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Waldstein 3rd mvt -- Glissando (Read 2769 times)

Offline hwangs

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Waldstein 3rd mvt -- Glissando
« on: September 04, 2007, 03:21:31 AM »
This question has probably been asked before, but I didn't want to look through the whole forum to find it... haha. My hands aren't small (I could reach 10ths comfortably) but not that big either.

Anyone have suggestions of practicing this glissandi??

piano sheet music of Sonata 21 (Waldstein)


Offline pianistimo

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Re: Waldstein 3rd mvt -- Glissando
«Reply #1 on: September 04, 2007, 08:26:56 PM »
i just play it as a run and not a glissando.  have to look at the score - but wouldn't it be difficult if there are accidentals involved?  i've never worked this with a teacher- so perhaps i am off - but i don't recall trying to play it as a glissando.  why would one want to play it so very very fast anyways?  i like to hear the notes. 

Offline gruffalo

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Re: Waldstein 3rd mvt -- Glissando
«Reply #2 on: September 04, 2007, 08:36:46 PM »
they are C major runs, so there wouldnt be any accidentals. as for what to do, i have no idea.

Offline pianistimo

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Re: Waldstein 3rd mvt -- Glissando
«Reply #3 on: September 04, 2007, 08:49:31 PM »
yes. at the end of the first movement (mm282-283) - and parts of the third (m168, 172, 337, 341) - you have these thirty second runs in C - so that's easy.

but, sometimes people try to do it the same way at measures465 thru 474 and then suddenly play scalularly where the F#'s come in.  i just play it all as i would runs.  t'would be harder to play them glissandos, imo, evenly and together.   but, maybe with practice?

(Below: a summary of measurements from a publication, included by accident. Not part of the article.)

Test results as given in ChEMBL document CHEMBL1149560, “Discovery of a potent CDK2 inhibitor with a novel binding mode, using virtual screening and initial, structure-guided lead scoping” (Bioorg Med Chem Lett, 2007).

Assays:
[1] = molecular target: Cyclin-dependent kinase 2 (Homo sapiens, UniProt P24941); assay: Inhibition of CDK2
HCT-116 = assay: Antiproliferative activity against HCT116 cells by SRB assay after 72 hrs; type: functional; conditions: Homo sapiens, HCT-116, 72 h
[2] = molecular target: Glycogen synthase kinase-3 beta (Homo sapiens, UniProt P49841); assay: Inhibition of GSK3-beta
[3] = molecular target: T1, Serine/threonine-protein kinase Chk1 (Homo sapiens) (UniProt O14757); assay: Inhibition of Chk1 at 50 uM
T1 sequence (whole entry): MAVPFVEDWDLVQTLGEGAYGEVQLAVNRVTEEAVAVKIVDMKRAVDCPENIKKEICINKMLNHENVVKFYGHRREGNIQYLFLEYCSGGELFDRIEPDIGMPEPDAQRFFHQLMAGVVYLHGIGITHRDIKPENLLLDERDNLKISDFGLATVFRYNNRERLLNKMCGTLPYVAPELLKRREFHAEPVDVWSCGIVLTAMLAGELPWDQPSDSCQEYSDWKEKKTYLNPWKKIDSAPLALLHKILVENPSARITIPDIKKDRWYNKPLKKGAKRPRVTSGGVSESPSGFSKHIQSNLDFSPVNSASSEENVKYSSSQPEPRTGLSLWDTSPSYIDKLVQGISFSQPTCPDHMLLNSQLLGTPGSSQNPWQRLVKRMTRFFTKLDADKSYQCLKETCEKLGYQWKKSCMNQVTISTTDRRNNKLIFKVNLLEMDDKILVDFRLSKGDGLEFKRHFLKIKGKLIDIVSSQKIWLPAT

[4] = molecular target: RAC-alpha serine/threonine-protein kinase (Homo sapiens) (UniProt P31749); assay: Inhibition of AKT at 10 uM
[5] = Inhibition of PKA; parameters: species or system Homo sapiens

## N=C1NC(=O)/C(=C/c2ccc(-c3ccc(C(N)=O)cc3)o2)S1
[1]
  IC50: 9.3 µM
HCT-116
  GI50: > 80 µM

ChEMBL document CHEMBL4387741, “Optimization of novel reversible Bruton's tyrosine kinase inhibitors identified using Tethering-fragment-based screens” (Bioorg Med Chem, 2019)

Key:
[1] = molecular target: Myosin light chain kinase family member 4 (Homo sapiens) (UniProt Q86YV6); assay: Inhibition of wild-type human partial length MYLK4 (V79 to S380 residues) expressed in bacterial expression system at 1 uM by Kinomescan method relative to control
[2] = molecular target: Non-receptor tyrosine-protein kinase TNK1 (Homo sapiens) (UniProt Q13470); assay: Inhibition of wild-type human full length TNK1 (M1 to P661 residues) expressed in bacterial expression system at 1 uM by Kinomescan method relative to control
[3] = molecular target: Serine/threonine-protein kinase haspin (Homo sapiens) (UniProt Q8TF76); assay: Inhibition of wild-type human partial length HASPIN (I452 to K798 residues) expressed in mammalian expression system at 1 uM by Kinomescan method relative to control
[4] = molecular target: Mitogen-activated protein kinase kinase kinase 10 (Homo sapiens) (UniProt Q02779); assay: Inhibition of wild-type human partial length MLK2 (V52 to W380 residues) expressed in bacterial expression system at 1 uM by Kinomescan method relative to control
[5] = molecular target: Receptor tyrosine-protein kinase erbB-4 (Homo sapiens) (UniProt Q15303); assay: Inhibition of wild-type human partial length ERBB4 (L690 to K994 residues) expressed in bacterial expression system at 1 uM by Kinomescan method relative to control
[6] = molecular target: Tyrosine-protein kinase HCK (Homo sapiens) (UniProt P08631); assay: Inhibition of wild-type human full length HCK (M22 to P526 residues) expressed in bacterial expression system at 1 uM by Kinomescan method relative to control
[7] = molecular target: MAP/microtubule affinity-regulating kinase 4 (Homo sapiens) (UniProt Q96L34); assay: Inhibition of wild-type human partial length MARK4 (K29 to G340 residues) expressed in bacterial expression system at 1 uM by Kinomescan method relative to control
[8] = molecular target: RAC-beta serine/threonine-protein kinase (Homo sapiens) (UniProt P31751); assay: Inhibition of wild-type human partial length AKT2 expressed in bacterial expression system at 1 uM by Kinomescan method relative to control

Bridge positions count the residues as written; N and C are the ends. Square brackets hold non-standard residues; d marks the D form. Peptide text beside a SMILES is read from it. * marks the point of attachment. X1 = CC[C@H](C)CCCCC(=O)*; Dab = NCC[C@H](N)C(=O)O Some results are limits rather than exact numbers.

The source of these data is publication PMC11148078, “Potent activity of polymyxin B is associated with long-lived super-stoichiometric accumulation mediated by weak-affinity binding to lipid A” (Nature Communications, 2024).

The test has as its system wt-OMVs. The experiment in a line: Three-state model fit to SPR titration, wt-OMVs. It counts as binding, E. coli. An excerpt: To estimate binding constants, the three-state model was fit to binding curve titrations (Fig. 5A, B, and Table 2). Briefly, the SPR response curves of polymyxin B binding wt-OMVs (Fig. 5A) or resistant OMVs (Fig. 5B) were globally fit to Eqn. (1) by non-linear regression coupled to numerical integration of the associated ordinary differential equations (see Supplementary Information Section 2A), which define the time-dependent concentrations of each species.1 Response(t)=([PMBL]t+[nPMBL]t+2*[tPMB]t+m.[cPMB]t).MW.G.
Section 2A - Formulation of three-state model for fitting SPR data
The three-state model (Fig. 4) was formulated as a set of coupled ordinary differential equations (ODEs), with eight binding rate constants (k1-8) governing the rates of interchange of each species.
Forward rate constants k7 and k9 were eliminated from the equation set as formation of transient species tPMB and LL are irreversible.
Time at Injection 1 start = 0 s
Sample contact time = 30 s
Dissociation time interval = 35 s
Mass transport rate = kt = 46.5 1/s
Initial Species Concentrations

also, in measure 468 you have a two note chord.  this kinda defeats any sort of two-handed glissando anyways (unless you leave the two notes out).

Offline pianistimo

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Re: Waldstein 3rd mvt -- Glissando
«Reply #4 on: September 04, 2007, 08:55:55 PM »
is there a technique for double note (one-handed) glissando that won't tear the skin off your fingers?  bend thumb - use nail and drag pinky?

Offline iumonito

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Re: Waldstein 3rd mvt -- Glissando
«Reply #5 on: September 04, 2007, 09:37:30 PM »
They are easier in a lighter and shallower piano.  The problem with these is not really to do glissando in octave, which can be found elsewhere in the literature (Brahms paganini variations, Beethoven first concerto and Hummel's I think Op. 89 concerto (may be 85) come to mind first).  The detail here is that they are kind of slow for a glissando, and followed by fingered scales.